Despite blustery weather and a small craft advisory, the Port Gamble S’Klallam Tribe spent a chilly October afternoon tow netting the waters just north of Hood Canal. The net, similar to a surface trawl, targeted juvenile salmon on their outward migration from Hood Canal and Puget Sound.
As part of the tribe’s juvenile salmon pilot study, natural resources staff collected data weekly between April and October. In addition to tow netting, the tribe used other collection methods, including beach seining and scanning the water column with SONAR.
“We want to get a better understanding of the health of salmon coming in and out of Hood Canal,” said Hans Daubenberger, the Tribe’s habitat biologist. “It will help us manage fisheries better.”
The objectives of this pilot project are to study the current state of the marine environment and to assess the health of juvenile fish as they head to sea. The tribe is collecting a variety of data, including the weight and length of fish. Genetic and gut samples also are being gathered.
“We know a lot about freshwater systems and what factors play important roles in those habitats, but not so much about nearshore and deep water marine environments,” Daubenberger said. “We want to see which method provides the most information in the most efficient way possible.”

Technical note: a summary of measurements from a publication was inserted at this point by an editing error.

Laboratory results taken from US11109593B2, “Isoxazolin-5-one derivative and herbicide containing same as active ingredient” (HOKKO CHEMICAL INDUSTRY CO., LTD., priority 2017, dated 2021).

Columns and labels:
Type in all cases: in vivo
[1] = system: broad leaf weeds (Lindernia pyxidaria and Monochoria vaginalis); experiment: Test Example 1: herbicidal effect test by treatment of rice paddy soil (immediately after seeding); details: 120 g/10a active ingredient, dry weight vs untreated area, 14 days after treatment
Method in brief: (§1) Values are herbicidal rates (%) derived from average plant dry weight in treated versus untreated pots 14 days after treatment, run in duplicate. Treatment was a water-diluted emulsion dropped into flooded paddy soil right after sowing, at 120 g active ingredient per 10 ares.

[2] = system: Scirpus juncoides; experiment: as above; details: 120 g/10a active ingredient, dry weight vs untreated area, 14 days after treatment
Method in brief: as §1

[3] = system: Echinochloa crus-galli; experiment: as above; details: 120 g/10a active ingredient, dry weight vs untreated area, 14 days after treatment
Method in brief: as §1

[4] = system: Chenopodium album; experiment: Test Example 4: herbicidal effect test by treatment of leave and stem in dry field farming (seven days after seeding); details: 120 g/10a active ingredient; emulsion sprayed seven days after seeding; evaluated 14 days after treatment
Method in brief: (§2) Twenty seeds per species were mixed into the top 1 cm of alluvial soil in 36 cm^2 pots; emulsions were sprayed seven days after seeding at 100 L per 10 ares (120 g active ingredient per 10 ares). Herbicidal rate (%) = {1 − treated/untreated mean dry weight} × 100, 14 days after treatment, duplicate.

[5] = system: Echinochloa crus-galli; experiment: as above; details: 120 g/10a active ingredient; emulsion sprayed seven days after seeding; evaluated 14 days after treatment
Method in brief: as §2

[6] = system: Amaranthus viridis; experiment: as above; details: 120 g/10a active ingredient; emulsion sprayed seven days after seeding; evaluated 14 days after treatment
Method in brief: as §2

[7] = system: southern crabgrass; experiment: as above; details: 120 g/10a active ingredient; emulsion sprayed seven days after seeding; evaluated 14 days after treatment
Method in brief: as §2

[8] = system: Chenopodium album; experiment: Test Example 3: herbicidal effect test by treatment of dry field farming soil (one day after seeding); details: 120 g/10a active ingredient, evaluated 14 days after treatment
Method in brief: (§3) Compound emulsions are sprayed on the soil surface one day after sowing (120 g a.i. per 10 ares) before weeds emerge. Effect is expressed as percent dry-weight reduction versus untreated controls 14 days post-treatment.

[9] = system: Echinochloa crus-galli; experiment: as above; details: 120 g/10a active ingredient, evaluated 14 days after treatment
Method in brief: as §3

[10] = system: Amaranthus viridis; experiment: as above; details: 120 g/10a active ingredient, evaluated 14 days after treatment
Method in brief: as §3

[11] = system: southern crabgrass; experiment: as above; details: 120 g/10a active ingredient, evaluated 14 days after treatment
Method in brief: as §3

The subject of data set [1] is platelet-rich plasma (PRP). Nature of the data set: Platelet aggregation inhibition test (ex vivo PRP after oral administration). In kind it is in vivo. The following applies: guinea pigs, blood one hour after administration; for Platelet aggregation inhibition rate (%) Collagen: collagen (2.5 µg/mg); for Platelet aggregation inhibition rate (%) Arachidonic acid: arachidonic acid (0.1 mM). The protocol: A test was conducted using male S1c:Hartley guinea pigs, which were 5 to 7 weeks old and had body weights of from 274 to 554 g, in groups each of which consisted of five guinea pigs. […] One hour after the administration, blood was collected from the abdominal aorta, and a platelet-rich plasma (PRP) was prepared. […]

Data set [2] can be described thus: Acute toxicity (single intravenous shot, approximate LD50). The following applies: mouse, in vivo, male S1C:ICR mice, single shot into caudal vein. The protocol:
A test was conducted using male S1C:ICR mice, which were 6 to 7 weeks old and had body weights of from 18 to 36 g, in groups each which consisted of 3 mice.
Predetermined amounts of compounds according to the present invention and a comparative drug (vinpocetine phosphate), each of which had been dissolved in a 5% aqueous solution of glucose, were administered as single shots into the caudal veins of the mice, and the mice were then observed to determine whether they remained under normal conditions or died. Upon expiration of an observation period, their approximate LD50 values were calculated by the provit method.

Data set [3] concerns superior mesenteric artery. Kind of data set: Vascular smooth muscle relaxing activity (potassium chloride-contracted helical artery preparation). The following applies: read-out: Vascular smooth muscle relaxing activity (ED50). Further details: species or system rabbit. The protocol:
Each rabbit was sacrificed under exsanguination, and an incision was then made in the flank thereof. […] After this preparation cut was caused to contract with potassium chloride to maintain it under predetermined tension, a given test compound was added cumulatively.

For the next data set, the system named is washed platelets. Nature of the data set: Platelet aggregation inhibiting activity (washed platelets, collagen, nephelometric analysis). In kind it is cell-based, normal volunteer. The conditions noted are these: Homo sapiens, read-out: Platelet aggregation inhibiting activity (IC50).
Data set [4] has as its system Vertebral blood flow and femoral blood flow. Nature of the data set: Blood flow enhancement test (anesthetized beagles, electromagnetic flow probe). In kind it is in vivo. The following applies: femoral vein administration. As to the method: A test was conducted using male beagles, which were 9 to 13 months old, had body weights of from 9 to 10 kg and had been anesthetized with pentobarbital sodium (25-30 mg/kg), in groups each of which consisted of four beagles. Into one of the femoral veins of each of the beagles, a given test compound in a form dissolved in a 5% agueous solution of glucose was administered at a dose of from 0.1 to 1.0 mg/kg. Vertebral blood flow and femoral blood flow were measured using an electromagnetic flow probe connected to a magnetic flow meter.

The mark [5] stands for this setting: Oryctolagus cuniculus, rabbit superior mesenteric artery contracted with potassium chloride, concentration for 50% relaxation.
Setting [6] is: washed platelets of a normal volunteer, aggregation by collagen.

Information from the pilot project will be used to develop a five-year study of the area starting next summer.
Similar projects are underway in the Skagit watershed and the San Juan Islands. By conducting parallel studies throughout Puget Sound, biologists are able to compare data over a larger spatial scale. All this work is part of Puget Sound Partnership’s overall effort to improve the health of the Puget Sound by 2020.
Funding for this project came from Puget Sound Partnership and Pacific Coastal Salmon Recovery funds.